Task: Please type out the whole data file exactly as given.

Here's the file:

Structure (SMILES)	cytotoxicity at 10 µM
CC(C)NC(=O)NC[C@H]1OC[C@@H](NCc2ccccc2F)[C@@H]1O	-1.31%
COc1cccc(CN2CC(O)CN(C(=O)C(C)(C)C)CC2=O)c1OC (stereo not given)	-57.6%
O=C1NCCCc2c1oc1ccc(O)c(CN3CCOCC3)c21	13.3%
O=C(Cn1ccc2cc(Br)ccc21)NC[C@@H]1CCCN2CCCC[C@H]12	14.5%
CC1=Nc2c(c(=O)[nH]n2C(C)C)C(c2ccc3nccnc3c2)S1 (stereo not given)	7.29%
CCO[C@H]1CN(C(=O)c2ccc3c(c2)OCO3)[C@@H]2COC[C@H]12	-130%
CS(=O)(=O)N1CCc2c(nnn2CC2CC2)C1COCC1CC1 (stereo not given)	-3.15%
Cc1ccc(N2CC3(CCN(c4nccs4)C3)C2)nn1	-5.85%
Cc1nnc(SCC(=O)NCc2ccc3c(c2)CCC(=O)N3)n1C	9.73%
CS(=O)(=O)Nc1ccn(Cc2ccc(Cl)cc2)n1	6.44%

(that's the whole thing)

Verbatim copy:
Structure (SMILES)	cytotoxicity at 10 µM
CC(C)NC(=O)NC[C@H]1OC[C@@H](NCc2ccccc2F)[C@@H]1O	-1.31%
COc1cccc(CN2CC(O)CN(C(=O)C(C)(C)C)CC2=O)c1OC (stereo not given)	-57.6%
O=C1NCCCc2c1oc1ccc(O)c(CN3CCOCC3)c21	13.3%
O=C(Cn1ccc2cc(Br)ccc21)NC[C@@H]1CCCN2CCCC[C@H]12	14.5%
CC1=Nc2c(c(=O)[nH]n2C(C)C)C(c2ccc3nccnc3c2)S1 (stereo not given)	7.29%
CCO[C@H]1CN(C(=O)c2ccc3c(c2)OCO3)[C@@H]2COC[C@H]12	-130%
CS(=O)(=O)N1CCc2c(nnn2CC2CC2)C1COCC1CC1 (stereo not given)	-3.15%
Cc1ccc(N2CC3(CCN(c4nccs4)C3)C2)nn1	-5.85%
Cc1nnc(SCC(=O)NCc2ccc3c(c2)CCC(=O)N3)n1C	9.73%
CS(=O)(=O)Nc1ccn(Cc2ccc(Cl)cc2)n1	6.44%